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Smoke billows from a large steel plant in Inner Mongolia, China. Photo: Kevin Frayer/Getty Images

Two new analyses argue that a widely cited idea in climate policy and academic circles — to impose a carbon budget — has outlived its usefulness.

The argument: While the idea of a carbon budget has gotten a lot of traction in recent years, two pieces published Monday in Nature Geoscience say the specifics underpinning carbon budget studies have become so complicated and nuanced as to render the tool useless for actual policymaking.

Background: The concept of a “carbon budget” seems relatively simple. It’s the notion that one can only “spend,” or emit, a certain amount of greenhouse gases without exceeding global warming targets.

The details: The studies, one by Glen Peters of Norway’s Center for International Climate Research and the other by Oliver Geden of the Max Planck Institute for Meteorology in Germany, take different approaches but reach the same idea.

  • Geden argues that from a political science perspective, the carbon budget needs to be reframed as an “if, then” problem to say that goals are only possible if policymakers take particular, ambitious steps.
  • Peters says the conflicting assumptions behind recent studies renders the concept useless for policymakers.
  • However, they both arrived at similar conclusions — ditch the carbon budget talk as it has been used to date.

Why it matters: Shifting estimates and assumptions behind these studies are confusing policymakers — and perhaps preventing them from taking the ambitious actions needed to limit global warming’s severity, both authors conclude.

“The concept of a global carbon budget has been shaping how the broader climate community looks at the core of the climate mitigation problem today. But carbon budgets have only been able to influence climate policy talk, not decisions, let alone actions,” Geden told Axios.

One level deeper: Both Geden and Peters cited a recent study that found nations might be able to emit a considerably more greenhouse gases and still meet the ambitious Paris agreement target of limiting global warming to as low as 1.5 degrees Celsius, or 2.7 degrees Fahrenheit, above pre-industrial levels.

  • But they argue such a goal is only possible if policymakers were to take drastic actions now, including steps that are not currently technically feasible — like deploying large-scale carbon removal technologies.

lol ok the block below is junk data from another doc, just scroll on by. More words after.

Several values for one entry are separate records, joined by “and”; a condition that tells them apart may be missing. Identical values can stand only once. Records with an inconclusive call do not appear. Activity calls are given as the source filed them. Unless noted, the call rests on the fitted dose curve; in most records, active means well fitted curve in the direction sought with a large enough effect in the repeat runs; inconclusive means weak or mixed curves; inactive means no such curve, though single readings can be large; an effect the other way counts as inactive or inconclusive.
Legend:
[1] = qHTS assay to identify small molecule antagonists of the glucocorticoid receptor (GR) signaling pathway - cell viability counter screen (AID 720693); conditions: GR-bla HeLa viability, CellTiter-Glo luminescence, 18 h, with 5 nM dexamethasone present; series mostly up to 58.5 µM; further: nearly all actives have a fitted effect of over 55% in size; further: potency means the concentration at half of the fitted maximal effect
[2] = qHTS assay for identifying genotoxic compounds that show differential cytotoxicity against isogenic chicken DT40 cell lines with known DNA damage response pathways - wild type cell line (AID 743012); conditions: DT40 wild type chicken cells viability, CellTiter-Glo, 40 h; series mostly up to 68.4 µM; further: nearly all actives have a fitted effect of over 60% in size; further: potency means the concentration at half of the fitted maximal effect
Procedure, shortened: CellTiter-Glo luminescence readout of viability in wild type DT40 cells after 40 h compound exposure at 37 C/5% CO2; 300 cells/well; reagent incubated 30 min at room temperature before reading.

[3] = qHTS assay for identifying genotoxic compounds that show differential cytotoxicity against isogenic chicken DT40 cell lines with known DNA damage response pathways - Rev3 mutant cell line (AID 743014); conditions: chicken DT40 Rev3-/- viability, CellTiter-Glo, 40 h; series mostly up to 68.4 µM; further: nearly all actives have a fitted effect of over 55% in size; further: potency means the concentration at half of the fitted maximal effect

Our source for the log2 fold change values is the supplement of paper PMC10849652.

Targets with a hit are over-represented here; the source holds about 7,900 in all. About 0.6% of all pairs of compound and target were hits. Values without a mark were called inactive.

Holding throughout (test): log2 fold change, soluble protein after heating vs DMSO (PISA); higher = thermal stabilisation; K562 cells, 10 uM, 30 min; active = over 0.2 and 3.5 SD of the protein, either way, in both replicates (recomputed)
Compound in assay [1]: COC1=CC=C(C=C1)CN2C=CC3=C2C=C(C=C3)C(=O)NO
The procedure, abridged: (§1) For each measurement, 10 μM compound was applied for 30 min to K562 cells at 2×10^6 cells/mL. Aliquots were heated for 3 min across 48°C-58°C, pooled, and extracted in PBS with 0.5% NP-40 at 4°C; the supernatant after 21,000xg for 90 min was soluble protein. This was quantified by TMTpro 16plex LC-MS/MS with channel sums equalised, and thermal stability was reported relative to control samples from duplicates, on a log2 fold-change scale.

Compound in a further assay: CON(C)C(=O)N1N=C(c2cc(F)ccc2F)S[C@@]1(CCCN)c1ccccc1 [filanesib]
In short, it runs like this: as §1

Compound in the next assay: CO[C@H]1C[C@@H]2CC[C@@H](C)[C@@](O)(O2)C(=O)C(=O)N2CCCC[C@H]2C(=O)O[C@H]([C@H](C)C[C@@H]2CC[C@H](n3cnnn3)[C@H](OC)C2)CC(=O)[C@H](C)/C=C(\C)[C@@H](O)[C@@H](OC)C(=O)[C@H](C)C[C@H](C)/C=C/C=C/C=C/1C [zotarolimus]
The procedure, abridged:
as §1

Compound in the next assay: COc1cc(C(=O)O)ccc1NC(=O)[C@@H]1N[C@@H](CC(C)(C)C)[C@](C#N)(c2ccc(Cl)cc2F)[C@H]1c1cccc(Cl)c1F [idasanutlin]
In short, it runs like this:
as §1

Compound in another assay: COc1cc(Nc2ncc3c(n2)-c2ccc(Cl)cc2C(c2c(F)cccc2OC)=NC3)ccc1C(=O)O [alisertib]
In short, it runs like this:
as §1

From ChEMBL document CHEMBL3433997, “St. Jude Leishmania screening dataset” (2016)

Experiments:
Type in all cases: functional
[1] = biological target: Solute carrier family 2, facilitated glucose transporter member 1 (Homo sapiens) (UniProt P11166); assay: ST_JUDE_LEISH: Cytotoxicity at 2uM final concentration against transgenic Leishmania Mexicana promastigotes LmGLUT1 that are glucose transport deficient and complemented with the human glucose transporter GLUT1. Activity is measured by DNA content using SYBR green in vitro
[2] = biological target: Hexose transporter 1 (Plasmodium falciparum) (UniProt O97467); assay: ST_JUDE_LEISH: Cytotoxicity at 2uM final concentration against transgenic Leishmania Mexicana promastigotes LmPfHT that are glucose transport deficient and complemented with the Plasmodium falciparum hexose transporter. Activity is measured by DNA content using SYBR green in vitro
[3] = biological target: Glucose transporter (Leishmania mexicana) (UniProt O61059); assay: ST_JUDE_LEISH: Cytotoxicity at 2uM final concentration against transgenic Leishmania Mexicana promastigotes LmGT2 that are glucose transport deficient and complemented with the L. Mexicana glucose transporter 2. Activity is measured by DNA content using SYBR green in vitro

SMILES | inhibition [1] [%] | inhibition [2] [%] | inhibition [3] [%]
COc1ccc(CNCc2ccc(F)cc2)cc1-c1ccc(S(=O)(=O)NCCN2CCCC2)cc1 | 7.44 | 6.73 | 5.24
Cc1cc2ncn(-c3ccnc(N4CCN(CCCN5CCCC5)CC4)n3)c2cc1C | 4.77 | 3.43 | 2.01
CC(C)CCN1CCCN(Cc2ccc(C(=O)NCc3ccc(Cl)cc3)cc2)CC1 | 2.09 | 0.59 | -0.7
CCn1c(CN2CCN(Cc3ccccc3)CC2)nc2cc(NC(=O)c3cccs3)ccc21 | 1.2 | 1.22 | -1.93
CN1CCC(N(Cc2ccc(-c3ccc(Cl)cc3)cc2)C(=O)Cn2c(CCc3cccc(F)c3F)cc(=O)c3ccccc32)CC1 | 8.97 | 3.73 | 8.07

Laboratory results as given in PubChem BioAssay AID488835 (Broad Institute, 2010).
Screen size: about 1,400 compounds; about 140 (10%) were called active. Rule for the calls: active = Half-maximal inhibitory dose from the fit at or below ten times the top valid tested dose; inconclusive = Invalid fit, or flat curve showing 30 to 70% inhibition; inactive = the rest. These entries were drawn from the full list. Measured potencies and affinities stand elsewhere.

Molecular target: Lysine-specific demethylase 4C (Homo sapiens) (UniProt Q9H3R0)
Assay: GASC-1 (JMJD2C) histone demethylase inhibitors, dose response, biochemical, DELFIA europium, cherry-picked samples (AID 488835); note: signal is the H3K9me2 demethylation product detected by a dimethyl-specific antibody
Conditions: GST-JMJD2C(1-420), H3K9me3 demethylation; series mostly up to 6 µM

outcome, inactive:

“And irrespective of the temperature target, carbon budgets are beside the point. They are too academic,” Peters told Axios.
“What does 500GtCO2 mean?” Peters said, referring to 500 gigatons of carbon dioxide-equivalent. “I don’t think many would know, you have to map it to a language people can understand, such as 40% below 1990 levels by 2030 (to take an EU example), net zero by 2050, etc.”

The bottom line: How global warming is discussed, even if it’s mostly within the world of policy wonks and science geeks, matters because it helps steer policy.

Go deeper

2 hours ago - Health

NYC to impose vaccine mandate on private employers

New York City Mayor Bill de Blasio (D) on Monday announced a new COVID vaccine mandate for all private companies.

Why it matters: De Blasio, speaking on MSNBC's "Morning Joe," said the "first-in-the-nation measure" will go into effect starting Dec. 27. It will apply to approximately 184,000 businesses.

D.C.-Beijing tensions are shifting markets

Illustration: Aïda Amer/Axios

U.S. markets stand to lose $2 trillion in value if D.C. and Beijing drift further apart.

Why it matters: Political chasms are showing up in new securities regulations that put companies and investors in a bind. The rules are also another reflection of how much relations between the world’s largest economies have cooled, even as they remain economically interdependent. 

5 hours ago - Health
Axios Investigates

Documents reveal the secrecy of America's drug pricing matrix

Illustration: Aïda Amer/Axios

American businesses spend hundreds of billions of dollars a year on prescription drugs, and the bills keep getting bigger. But some of the companies promising to help rein in those costs prevent employers from looking under the hood.

Why it matters: Documents provided to Axios reveal a new layer of secrecy within the maze of American drug pricing — one in which firms that manage drug coverage for hundreds of employers, representing millions of workers, obscure the details of their work and make it difficult to figure out whether they're actually providing a good deal.

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